Program: #09-41 Air Date: Oct 05, 2009
From the group's mission statement): Cappella CLAUSURA is an ensemble of sopranos, altos, and early music instruments in Boston whose goal is to research and bring to light works written by women from the 8th century to the present day. Our intention is to dispel the notion that there are not now nor have there ever been gifted women composers. While we perform music by all women composers, and champion living composers, we concentrate on repertoire by women in the cloister, or in clausura, during the Italian baroque period because it was an extraordinary time when women were allowed, by fluke of historical personalities and fashion, to express themselves spiritually and artistically, and most importantly, to be published. History has been blind and deaf to these remarkable works; Cappella Clausura brings vision and voice to them. For more information on this ensemble: www.clausura.org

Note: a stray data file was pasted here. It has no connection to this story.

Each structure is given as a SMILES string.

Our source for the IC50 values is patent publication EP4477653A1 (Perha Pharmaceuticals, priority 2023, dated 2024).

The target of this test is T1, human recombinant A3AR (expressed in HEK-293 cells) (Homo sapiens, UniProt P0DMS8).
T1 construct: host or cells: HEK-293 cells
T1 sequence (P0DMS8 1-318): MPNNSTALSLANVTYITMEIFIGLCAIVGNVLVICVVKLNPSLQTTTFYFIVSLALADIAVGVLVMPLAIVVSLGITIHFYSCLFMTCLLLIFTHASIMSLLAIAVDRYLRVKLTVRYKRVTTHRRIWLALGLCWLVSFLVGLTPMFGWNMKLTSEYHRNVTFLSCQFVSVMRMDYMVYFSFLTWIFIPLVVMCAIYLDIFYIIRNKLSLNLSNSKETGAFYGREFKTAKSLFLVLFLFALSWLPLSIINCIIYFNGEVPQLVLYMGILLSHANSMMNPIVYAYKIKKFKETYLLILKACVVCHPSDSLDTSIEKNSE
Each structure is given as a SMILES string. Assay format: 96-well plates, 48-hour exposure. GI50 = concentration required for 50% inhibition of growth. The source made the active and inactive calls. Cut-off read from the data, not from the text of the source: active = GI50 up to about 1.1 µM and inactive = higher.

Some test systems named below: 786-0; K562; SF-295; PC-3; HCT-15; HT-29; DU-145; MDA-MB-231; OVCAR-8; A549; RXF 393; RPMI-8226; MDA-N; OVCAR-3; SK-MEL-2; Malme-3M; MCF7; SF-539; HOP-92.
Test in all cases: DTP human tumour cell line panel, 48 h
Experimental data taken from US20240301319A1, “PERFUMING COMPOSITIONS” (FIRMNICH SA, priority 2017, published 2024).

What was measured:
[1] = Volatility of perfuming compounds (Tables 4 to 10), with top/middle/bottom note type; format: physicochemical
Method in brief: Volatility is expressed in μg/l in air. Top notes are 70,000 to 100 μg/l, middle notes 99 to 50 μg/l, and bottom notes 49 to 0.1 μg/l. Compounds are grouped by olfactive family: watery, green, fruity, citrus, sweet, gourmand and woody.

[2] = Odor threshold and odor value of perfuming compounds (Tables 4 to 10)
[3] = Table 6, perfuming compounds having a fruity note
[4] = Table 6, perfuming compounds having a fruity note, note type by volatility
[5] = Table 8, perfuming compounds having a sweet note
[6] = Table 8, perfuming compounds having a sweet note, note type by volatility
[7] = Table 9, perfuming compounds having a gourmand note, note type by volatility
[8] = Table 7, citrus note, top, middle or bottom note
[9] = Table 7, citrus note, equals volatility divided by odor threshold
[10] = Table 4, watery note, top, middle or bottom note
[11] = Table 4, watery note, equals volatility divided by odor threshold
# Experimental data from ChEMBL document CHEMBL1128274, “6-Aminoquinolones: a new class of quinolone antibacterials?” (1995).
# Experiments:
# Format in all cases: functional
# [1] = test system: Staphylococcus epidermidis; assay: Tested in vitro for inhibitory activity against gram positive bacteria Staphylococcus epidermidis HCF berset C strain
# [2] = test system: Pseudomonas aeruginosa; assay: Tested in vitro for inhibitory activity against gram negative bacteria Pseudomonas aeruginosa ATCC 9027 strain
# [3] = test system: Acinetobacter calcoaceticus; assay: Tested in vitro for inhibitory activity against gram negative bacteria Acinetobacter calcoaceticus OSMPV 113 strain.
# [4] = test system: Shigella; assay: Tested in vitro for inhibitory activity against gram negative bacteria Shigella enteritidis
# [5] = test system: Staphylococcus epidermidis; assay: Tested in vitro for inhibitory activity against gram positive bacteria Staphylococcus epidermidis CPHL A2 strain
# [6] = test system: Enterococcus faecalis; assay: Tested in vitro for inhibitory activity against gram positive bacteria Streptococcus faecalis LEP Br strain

I. The Complete Vespers of Cozzoloni (Cappella Clausura/Amphion's Lyre/Amelia LeClair, dir.).